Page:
Saturday, November 10, 2012

The Statues of David

I was studying the 3 statues of David that we looked at by Danatello (1430), Verrochio (1472-1475), and Michaelangelo (1501-1504), and began to wonder why all three had very different influence (which is unsual since the statues by Danatello and Verocchio were both made during the Renaissance peirod in Florence, and the statue by Michaelangelo was created during the Italian Renaissance which was highly impacted by Florence as many of the artist simply flocked their after Florence was taken over in 1494). Why are these three statues so different? For example, Michaelangelo's "David" has a very Hellenstic influencee to it given the idealized body, where as Verrochio's "David" is realistic in the actual size David would have been and has a more classical influence.

5 comments:

Austin Falk said...

That is a very interesting point. I also found it kind of confusing and interesting that the latest statue of David by Michaelangelo in 1501 seems to have a more ideal approach while earlier statues have a hellenistic looking approach. The hellenistic period did come after the Hellenic Period (ideal art) in Greek times. It looks like the sculptures went full circle and seemed to return to the ideal characteristics present during the Hellenic Period instead of sticking with Hellenistic Characteristics. Was this true for all art or is this just Michaelangelo's preference?

Madeline Davis said...

Well I think they were all so different because as time went on, the statues were made to look more "ideal", although they still portrayed realistic figures and people. Michelangelo's statue of David was considered nearly perfect. Although his form was extremely idealized in beauty and strength, his figure strayed from the traditional story of David as a small, physically weak, pubescent boy with a slingshot. Both Donatello's and Verrocchio's statues remained close to the original Biblical portrayal of David.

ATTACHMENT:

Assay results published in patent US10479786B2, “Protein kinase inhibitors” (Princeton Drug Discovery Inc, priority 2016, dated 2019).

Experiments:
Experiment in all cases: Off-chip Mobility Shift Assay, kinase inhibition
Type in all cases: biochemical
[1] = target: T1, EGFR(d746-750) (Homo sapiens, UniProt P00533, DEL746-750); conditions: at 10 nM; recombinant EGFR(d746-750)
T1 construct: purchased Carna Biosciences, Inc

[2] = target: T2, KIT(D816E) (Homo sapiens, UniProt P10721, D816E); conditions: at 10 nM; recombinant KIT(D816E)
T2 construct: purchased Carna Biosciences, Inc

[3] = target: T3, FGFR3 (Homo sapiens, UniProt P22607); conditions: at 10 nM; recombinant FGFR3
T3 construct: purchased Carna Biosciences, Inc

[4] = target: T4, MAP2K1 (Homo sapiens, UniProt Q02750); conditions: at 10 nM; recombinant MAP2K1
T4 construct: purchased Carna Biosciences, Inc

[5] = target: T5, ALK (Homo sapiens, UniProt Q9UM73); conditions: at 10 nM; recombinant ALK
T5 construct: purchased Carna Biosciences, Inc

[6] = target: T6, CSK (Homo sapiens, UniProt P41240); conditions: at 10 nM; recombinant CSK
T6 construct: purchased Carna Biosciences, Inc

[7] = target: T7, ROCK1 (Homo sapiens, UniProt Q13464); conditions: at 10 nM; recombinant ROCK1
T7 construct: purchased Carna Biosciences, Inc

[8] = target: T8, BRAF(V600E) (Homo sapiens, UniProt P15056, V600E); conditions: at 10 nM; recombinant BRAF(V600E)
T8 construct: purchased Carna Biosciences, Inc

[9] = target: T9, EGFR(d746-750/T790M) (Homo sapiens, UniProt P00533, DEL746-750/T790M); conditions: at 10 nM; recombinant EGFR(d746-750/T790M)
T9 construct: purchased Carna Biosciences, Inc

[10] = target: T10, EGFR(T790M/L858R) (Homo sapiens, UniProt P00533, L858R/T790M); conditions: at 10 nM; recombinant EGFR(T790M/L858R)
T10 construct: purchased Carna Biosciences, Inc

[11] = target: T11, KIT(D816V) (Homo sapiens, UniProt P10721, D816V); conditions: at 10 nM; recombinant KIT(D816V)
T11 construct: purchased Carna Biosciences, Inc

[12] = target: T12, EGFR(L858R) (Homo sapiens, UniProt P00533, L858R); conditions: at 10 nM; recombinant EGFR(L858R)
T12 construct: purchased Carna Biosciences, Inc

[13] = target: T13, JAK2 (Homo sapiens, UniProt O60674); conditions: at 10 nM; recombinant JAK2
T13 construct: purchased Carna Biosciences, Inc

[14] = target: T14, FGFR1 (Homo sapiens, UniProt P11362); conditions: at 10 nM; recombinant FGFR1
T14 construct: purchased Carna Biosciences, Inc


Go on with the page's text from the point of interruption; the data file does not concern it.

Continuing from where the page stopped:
Lindsay A said...

I think it's interesting that Michelangelo chose to stray from the original image of David. I know he was representing Florence with that statue, and Florence would love to have the image of a city-state able to overcome any obstacle no matter how giant it seems; however, Michelangelo then makes David into this hunk of a man where the miracle of David seems less like a miracle. But then again, perhaps Michelangelo was simply portraying Florence in the height of its power, where Florence was no small city-state but the center of the Renaissance.

Tyler Dean said...

I think that both Donatello's David and Verrocchio's David were actually quite similar. The only real outlier is Michelangelo's David, which i agree goes back to the Hellenistic idea of the perfect man. Personally i just think the difference in the 3 came down to the artists choice. Most art dutring the Renaissance was more like Donatello and Verrocchio's David. It comes down to what the artists wanted to portray, and in Michelangelo's case, he decided to go with the powerful hero image rather than the traditional David image.

wkuehne said...

It's also important to point out the limitations of technology and the difference in material between Verrochio and Donatello and Michelangelo. Michelangelo's statue obviously uses different material than its parralels, but there must have also been some advances in technology through the time that allows michelangelo to carve an ideal and even platonistic sculpture.